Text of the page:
There is one data management problem real companies face that no other protection system software has solved. Your network can easily have fifty to a few hundred configurations that must be studied repeatedly. If that sounds excessive, think of the demands the competing plans of Independent Power Producers or your own present and future construction scenarios place on your engineering staff. Think of the need to study variations of your present system topology, perhaps at various generation levels. If you have a staff of more than one engineer, wouldn't it be great if all of them could use the same database at the same time, each one studying a different view of the network, without stepping on each other's toes? CAPE lets you do all of that without even breathing hard. With our unique Equipment Category feature, you can call up the configuration you want after clicking a few buttons. Carefully designed and field-proven forms make it easy for you to assign components of your network to one or more categories you have named, even if your network has thousands of buses. This feature really works! Take a closer look at CAPE and we'll show you how.

Transformer modeling utility

Sometimes it is not enough for Database Editor to support merely the entry of data. Transformers have traditionally been one of the most difficult and frustrating network components for the engineer to model. CAPE doesn't leave you on your own to figure out how to model your transformers. A full modeling utility program is working for you "behind the scenes." All you need to do is enter the terminal and tap kVs, implicit and explicit phase shifts, winding configurations, and manufacturer's test or tee model information. The edit form adapts itself to the number of windings and to whatever form your raw data requires. CAPE Database Editor computes the internal mathematical model for you, even if every terminal is operated with off-nominal taps. The internal model is computed automatically when CAPE reads the system data. Neutral buses may be ungrounded, solidly grounded, or named explicitly and interconnected later with various neutral network components such as neutral branches, shunts, and switches; CTs and relays can be attached to neutral branches.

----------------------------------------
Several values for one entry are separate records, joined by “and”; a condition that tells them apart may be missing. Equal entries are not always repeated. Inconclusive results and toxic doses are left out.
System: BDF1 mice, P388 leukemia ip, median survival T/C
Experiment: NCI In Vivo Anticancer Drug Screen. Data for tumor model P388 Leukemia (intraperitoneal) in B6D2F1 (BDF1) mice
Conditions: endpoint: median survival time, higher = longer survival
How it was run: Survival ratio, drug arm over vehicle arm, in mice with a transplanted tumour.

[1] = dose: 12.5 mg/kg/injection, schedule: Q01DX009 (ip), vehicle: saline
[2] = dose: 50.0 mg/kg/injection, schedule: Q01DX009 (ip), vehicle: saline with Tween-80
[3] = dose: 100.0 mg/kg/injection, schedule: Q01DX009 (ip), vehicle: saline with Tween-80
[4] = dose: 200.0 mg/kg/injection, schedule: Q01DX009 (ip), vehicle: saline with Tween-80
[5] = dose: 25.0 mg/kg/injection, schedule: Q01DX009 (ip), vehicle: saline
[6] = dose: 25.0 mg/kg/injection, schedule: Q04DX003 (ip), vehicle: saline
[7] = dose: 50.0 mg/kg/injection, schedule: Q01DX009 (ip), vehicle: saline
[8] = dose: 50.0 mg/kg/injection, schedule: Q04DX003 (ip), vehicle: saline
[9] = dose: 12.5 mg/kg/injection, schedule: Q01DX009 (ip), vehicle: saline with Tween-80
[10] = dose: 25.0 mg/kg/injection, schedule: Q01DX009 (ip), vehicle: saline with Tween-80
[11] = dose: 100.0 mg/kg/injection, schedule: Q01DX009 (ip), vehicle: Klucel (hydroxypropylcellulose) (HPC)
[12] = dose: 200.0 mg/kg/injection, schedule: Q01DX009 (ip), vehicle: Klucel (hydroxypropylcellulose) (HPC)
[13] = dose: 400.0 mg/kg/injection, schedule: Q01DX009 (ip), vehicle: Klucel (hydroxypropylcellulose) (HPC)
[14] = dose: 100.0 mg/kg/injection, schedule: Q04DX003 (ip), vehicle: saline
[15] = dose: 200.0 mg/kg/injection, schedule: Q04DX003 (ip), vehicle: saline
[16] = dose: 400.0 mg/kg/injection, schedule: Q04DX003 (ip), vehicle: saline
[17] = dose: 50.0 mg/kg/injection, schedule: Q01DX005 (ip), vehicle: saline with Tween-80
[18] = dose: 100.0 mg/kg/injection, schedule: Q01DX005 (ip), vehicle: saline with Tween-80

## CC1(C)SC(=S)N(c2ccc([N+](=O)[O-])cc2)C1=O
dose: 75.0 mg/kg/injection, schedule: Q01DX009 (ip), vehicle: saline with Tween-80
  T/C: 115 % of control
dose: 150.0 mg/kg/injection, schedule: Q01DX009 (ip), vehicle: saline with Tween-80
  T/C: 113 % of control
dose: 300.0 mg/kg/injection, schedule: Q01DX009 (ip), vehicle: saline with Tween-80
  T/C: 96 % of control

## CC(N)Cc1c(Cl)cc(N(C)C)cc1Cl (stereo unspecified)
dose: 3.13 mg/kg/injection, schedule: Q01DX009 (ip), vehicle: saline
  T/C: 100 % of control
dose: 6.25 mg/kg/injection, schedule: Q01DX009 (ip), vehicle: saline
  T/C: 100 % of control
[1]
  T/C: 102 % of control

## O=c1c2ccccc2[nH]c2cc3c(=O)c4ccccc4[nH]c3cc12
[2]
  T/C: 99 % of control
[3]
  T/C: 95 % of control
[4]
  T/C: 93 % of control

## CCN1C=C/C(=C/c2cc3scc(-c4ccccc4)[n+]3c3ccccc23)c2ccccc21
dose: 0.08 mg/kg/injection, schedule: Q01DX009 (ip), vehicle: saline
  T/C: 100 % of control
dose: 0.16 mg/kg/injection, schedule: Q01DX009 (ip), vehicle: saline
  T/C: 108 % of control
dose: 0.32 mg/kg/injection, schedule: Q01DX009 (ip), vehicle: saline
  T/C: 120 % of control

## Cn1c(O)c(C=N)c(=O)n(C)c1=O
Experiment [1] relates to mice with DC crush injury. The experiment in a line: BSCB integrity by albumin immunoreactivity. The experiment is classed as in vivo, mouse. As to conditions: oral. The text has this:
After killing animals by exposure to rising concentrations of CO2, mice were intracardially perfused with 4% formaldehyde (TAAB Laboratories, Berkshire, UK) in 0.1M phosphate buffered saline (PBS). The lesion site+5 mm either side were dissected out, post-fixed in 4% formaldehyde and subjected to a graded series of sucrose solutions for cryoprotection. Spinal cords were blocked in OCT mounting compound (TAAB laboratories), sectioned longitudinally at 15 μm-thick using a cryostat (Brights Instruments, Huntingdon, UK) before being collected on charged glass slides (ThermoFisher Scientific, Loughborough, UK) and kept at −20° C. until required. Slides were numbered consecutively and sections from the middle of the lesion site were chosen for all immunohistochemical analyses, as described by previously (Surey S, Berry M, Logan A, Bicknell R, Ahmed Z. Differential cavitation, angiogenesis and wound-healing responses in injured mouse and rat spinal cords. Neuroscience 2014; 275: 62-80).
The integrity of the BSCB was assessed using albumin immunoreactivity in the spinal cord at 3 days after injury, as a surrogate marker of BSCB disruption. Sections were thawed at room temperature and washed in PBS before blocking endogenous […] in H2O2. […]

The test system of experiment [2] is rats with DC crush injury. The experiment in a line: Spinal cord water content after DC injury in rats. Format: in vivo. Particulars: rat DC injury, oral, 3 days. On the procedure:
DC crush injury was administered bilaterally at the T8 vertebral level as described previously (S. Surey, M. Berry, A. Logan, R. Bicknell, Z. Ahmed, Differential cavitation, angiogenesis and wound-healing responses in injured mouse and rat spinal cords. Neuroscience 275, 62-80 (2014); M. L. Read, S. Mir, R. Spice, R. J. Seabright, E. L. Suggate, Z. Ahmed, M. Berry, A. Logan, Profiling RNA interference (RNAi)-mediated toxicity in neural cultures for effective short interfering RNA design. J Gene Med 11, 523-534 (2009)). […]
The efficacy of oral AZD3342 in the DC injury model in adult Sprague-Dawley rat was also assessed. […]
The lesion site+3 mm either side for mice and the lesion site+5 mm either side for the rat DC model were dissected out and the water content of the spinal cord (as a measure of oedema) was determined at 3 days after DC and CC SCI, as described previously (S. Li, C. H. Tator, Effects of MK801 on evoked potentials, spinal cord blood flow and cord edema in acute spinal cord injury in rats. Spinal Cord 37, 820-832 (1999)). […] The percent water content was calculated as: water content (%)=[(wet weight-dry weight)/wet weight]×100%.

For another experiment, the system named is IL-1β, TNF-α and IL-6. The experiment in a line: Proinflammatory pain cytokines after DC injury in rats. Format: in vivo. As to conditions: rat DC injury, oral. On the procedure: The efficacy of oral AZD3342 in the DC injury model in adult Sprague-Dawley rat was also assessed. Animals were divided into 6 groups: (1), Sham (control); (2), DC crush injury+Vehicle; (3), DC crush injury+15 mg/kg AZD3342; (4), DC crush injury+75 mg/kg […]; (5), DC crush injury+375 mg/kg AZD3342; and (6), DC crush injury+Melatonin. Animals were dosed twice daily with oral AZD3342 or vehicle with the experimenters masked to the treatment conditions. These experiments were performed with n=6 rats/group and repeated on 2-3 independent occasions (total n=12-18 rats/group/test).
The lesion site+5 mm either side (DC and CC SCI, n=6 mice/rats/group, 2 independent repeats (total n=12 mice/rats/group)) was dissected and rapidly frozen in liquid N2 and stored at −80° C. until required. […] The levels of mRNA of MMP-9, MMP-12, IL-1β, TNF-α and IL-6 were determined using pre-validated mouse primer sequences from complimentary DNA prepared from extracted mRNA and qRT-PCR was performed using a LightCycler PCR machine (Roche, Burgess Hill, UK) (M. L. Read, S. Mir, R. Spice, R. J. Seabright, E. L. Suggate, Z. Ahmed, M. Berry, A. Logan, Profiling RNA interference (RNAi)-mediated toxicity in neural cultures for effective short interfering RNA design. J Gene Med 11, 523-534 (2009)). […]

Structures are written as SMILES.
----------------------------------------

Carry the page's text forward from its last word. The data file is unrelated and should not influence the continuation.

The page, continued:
Transformers with up to five windings are modeled with data found right on the test reports.  CAPE does all the arithmetic for you.

Realistic relay models

A significant characteristic of the CAPE database design is the modular structure that generalizes the modeling of relays. With this approach, a relay is modeled as a combination of instantaneous-overcurrent, time-overcurrent, directional, distance, voltage, timer, differential, and auxiliary elements. (Voltage restrained and product elements are modeled too, although part of those models is in code provided by us.) The supervisory (or torque control) relationship between relay elements is easily specified either as part of the relay definition or as part of the system data when the relay is placed. A simple concept in CAPE known as "common taps" supports the modeling of all settings of a digital relay. Some affect more than one relay element simultaneously. Common taps also provide a place in CAPE for special relay information such as binary "masks" and configuration logic.